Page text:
SB 375 Is Now Law -- But What Will It Do?
For more details on developments since the Fall of 2008, check out CP&DR's SB 375 Resources Page.
SB 375, the anti-sprawl bill signed by Gov. Arnold Schwarzenegger last night, is both more and less powerful than it’s advertised to be, and whether it leads to sweeping change depends on how aggressively California’s regional planning agencies implement it.
It’s more powerful than advertised because it contains potentially revolutionary changes in California’s arcane processes of regional planning for transportation and housing – largely by mandating the creation of “sustainable” regional growth plans. And those changes could become more important on Friday, when the California Air Resources Board is expected to double the greenhouse gas emissions reduction targets that local governments must meet through land-use planning.
It also has the potential to significantly rearrange the Regional Housing Needs Assessment process, and provides significant breaks under the California Environmental Quality Act for certain types of transit-oriented projects.
But it’s less than revolutionary on the land-use front, largely because it’s incentive-based.
Despite the headlines, the law doesn’t “tie state transportation funding to land use;" it merely charges regional planning agencies, which are run by local elected officials, with making sure their own funding decisions are consistent with the new regional plans. Local governments don’t have to comply with the plans.
And no on-the-ground change is likely to be seen for at least three years – until the regional planning agencies actually adopt the “sustainable communities” growth scenarios called for in the law.
The bottom line is that the law won’t be sweeping unless the state and the regional planning agencies take it seriously. After all, California has adopted potentially sweeping land-use reform before – for example, AB 857, which contains clear and broad-ranging anti-sprawl language – but that reform has simply not been implemented. And there is clearly enough wiggle room for the regional planning agencies not to take the law seriously if they choose.
Schwarzenegger said Tuesday, "This legislation constitutes the most sweeping revision of land-use policies since Gov. Ronald Reagan signed the California Environmental Quality Act."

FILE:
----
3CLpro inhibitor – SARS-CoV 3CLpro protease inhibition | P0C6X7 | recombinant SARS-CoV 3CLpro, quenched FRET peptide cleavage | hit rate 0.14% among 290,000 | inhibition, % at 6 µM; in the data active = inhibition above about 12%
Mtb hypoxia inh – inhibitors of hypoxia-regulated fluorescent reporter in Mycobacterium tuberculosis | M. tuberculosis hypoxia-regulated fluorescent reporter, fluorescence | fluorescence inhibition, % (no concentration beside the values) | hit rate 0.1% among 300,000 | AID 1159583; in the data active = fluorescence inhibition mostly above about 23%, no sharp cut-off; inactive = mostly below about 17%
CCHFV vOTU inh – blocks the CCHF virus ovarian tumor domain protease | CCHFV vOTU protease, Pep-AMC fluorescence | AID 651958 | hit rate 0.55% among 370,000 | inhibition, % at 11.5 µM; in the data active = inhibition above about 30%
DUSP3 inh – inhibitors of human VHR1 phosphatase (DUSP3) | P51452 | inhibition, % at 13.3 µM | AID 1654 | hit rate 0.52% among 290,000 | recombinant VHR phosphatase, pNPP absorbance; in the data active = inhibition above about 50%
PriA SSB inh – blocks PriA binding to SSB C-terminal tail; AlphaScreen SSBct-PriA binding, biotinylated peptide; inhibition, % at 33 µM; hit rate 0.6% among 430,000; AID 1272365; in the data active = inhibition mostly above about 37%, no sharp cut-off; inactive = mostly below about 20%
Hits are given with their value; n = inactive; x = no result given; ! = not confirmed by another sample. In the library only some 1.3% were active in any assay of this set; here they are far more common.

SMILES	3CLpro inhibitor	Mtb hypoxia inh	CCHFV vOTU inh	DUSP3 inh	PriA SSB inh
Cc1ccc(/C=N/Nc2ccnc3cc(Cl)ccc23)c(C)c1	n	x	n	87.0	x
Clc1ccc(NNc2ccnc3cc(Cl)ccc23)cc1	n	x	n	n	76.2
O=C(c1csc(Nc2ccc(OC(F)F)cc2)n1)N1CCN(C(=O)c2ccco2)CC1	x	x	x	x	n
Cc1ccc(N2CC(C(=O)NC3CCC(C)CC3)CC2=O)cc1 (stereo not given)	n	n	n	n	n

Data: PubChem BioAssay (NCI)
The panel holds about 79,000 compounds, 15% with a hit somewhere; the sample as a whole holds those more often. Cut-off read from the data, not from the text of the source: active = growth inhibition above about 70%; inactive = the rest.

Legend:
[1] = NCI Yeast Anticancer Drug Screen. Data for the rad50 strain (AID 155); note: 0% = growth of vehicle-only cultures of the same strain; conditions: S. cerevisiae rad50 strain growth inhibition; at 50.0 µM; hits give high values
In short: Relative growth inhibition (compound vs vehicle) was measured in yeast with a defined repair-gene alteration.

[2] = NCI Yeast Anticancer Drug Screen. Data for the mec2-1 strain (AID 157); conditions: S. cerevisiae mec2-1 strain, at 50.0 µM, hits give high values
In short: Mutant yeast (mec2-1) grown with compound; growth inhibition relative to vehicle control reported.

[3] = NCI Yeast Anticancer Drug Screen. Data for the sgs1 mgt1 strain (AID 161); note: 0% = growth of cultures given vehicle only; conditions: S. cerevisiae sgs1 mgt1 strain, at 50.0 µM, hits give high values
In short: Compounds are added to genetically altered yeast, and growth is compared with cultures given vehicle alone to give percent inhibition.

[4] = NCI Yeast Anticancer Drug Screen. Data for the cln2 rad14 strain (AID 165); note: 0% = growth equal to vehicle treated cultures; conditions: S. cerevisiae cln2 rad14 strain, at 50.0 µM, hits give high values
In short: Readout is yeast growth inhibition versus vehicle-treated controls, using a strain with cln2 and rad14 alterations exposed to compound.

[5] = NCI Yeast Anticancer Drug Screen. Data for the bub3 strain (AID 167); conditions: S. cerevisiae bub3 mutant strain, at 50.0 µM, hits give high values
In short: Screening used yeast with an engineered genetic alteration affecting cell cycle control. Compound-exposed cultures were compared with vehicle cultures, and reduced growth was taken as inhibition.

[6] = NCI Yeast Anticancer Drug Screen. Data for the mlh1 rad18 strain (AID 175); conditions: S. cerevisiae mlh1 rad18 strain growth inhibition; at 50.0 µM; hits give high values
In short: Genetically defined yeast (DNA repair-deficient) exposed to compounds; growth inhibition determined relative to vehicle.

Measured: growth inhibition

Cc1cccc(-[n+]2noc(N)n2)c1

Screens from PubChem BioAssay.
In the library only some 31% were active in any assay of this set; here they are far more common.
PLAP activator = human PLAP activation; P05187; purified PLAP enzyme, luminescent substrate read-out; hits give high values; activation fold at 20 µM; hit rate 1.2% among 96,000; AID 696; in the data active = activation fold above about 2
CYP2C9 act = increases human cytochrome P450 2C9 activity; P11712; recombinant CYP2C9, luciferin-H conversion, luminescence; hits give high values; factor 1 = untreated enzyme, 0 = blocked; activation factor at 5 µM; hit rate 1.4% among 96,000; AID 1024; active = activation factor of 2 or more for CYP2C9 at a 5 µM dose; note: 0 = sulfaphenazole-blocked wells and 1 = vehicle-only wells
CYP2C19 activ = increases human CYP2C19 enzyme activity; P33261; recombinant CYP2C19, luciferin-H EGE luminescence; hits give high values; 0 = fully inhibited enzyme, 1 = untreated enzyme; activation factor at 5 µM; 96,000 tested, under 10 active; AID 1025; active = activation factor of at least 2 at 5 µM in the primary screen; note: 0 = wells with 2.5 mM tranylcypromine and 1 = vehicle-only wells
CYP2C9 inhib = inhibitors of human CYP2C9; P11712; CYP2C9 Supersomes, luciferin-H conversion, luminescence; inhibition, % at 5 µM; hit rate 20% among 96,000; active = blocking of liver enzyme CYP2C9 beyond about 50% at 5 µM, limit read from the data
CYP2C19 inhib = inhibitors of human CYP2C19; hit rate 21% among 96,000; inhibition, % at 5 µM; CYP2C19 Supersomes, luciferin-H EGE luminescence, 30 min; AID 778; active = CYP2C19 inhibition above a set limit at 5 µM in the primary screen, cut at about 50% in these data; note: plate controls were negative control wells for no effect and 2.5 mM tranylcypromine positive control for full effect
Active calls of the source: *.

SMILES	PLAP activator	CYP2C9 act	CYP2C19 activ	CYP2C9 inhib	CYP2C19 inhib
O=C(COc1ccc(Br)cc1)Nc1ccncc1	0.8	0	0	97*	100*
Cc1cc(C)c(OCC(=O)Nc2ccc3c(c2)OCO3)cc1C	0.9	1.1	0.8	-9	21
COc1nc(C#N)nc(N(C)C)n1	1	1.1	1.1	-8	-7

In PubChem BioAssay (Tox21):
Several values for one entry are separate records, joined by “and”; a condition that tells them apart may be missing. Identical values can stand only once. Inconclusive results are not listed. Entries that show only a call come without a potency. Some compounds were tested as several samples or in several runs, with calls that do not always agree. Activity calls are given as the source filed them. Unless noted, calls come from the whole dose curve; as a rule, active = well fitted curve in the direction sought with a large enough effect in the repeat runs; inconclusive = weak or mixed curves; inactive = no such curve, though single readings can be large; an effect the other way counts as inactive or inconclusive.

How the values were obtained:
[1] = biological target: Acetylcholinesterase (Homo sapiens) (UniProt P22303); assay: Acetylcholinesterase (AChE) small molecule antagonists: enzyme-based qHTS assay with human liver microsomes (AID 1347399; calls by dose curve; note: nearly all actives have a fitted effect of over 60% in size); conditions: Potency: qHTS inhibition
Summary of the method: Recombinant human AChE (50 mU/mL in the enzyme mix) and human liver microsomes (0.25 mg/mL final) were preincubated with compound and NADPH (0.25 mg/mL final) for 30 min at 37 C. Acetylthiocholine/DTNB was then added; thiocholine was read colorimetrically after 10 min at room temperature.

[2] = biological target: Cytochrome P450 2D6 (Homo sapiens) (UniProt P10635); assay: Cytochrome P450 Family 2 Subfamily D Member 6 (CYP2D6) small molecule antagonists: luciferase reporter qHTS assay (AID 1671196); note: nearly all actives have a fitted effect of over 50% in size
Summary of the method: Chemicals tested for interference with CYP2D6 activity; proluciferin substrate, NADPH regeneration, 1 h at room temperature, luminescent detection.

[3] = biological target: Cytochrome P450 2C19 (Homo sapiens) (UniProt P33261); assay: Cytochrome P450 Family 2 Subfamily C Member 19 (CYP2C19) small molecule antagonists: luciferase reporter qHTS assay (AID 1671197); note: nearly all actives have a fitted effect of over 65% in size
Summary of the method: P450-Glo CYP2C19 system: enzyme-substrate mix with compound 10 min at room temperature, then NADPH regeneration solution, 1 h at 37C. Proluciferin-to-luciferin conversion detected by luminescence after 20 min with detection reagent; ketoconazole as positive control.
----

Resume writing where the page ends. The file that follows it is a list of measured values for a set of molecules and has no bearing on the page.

Senate leader Darrell Steinberg (D-Sacramento) said the bill "will be used as the national framework for fighting sprawl and transforming inevitable growth to smart growth. This is a historic day for California."
Schwarzenegger signed the bill only hours before the deadline on Tuesday – and with more suspense than anybody expected. At the Commonwealth Club in San Francisco last Friday, the governor was equivocal about whether he would sign the bill. Unconfirmed reports suggest that California's transportation lobby attempted behind the scenes to persuade the administration to veto the bill at the last minute – but those efforts failed. In the end, Schwarzenegger simply had to sign the bill, since it implements his much vaunted AB 32 and was endorsed by local governments, homebuilders, and environmentalists.
The bill contains five important aspects that California planners should understand:
1. Creation of regional targets for greenhouse gas emissions reduction tied to land use.
2. A requirement that regional planning agencies create a plan to meet those targets, even if that plan is in conflict with local plans.
3. A requirement that regional transportation funding decisions be consistent with this new plan.
4. Tethering together regional transportation planning and housing efforts for the first time.
5. New CEQA exemptions and streamlining for projects that conform to the new regional plans, even if they conflict with local plans.
1. Regional Targets
Under the law, the California Air Resources Board has two years – until September 30, 2010 – to give each of California’s metropolitan planning organizations a greenhouse-gas emissions reduction target for cars and light trucks – but only through changes in the development pattern.
As many commentators have observed, reducing emissions from cars and light trucks is a “three-legged stool.” One leg involves greater fuel efficiency from new vehicles – a requirement called for under former Assemblymember Fran Pavley’s AB 1493, which is currently in dispute between the state and federal governments. The second leg involves reducing the carbon content of fuels – a requirement called for under Schwarzenegger’s low-carbon emissions standards.